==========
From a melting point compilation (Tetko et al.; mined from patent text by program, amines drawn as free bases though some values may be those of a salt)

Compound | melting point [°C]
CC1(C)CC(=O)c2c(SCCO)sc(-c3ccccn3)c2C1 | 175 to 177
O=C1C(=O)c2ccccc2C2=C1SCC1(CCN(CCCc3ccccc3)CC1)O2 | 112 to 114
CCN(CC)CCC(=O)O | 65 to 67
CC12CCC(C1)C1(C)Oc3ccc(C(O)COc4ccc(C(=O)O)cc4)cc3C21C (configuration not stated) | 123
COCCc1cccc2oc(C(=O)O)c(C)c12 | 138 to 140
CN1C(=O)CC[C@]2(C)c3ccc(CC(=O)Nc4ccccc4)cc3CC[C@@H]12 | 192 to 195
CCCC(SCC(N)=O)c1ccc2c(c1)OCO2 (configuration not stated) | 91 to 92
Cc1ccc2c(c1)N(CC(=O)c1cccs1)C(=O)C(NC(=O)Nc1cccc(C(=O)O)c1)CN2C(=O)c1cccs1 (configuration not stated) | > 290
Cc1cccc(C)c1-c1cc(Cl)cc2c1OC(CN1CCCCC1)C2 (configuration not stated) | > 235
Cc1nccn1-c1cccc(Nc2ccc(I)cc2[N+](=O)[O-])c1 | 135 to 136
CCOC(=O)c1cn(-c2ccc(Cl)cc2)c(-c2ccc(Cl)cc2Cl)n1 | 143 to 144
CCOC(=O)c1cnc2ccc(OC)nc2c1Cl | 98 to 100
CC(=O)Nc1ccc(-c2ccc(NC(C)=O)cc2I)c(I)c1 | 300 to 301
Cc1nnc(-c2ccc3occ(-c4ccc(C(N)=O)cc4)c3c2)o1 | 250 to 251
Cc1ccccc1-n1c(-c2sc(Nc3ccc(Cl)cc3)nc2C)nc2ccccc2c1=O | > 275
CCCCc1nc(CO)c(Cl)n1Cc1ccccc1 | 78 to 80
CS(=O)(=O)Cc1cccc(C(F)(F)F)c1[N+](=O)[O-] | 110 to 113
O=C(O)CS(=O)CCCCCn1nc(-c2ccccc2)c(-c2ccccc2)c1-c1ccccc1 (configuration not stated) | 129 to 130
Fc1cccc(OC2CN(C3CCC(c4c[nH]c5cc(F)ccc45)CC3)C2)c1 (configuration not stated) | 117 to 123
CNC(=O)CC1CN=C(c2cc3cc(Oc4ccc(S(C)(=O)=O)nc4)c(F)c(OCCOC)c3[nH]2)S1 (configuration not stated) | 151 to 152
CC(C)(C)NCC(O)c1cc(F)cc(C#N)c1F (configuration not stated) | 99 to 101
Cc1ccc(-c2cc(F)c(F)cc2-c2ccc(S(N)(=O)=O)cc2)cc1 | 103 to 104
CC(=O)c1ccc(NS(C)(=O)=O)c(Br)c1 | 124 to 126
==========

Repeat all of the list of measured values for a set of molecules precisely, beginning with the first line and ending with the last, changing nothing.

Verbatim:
From a melting point compilation (Tetko et al.; mined from patent text by program, amines drawn as free bases though some values may be those of a salt)

Compound | melting point [°C]
CC1(C)CC(=O)c2c(SCCO)sc(-c3ccccn3)c2C1 | 175 to 177
O=C1C(=O)c2ccccc2C2=C1SCC1(CCN(CCCc3ccccc3)CC1)O2 | 112 to 114
CCN(CC)CCC(=O)O | 65 to 67
CC12CCC(C1)C1(C)Oc3ccc(C(O)COc4ccc(C(=O)O)cc4)cc3C21C (configuration not stated) | 123
COCCc1cccc2oc(C(=O)O)c(C)c12 | 138 to 140
CN1C(=O)CC[C@]2(C)c3ccc(CC(=O)Nc4ccccc4)cc3CC[C@@H]12 | 192 to 195
CCCC(SCC(N)=O)c1ccc2c(c1)OCO2 (configuration not stated) | 91 to 92
Cc1ccc2c(c1)N(CC(=O)c1cccs1)C(=O)C(NC(=O)Nc1cccc(C(=O)O)c1)CN2C(=O)c1cccs1 (configuration not stated) | > 290
Cc1cccc(C)c1-c1cc(Cl)cc2c1OC(CN1CCCCC1)C2 (configuration not stated) | > 235
Cc1nccn1-c1cccc(Nc2ccc(I)cc2[N+](=O)[O-])c1 | 135 to 136
CCOC(=O)c1cn(-c2ccc(Cl)cc2)c(-c2ccc(Cl)cc2Cl)n1 | 143 to 144
CCOC(=O)c1cnc2ccc(OC)nc2c1Cl | 98 to 100
CC(=O)Nc1ccc(-c2ccc(NC(C)=O)cc2I)c(I)c1 | 300 to 301
Cc1nnc(-c2ccc3occ(-c4ccc(C(N)=O)cc4)c3c2)o1 | 250 to 251
Cc1ccccc1-n1c(-c2sc(Nc3ccc(Cl)cc3)nc2C)nc2ccccc2c1=O | > 275
CCCCc1nc(CO)c(Cl)n1Cc1ccccc1 | 78 to 80
CS(=O)(=O)Cc1cccc(C(F)(F)F)c1[N+](=O)[O-] | 110 to 113
O=C(O)CS(=O)CCCCCn1nc(-c2ccccc2)c(-c2ccccc2)c1-c1ccccc1 (configuration not stated) | 129 to 130
Fc1cccc(OC2CN(C3CCC(c4c[nH]c5cc(F)ccc45)CC3)C2)c1 (configuration not stated) | 117 to 123
CNC(=O)CC1CN=C(c2cc3cc(Oc4ccc(S(C)(=O)=O)nc4)c(F)c(OCCOC)c3[nH]2)S1 (configuration not stated) | 151 to 152
CC(C)(C)NCC(O)c1cc(F)cc(C#N)c1F (configuration not stated) | 99 to 101
Cc1ccc(-c2cc(F)c(F)cc2-c2ccc(S(N)(=O)=O)cc2)cc1 | 103 to 104
CC(=O)c1ccc(NS(C)(=O)=O)c(Br)c1 | 124 to 126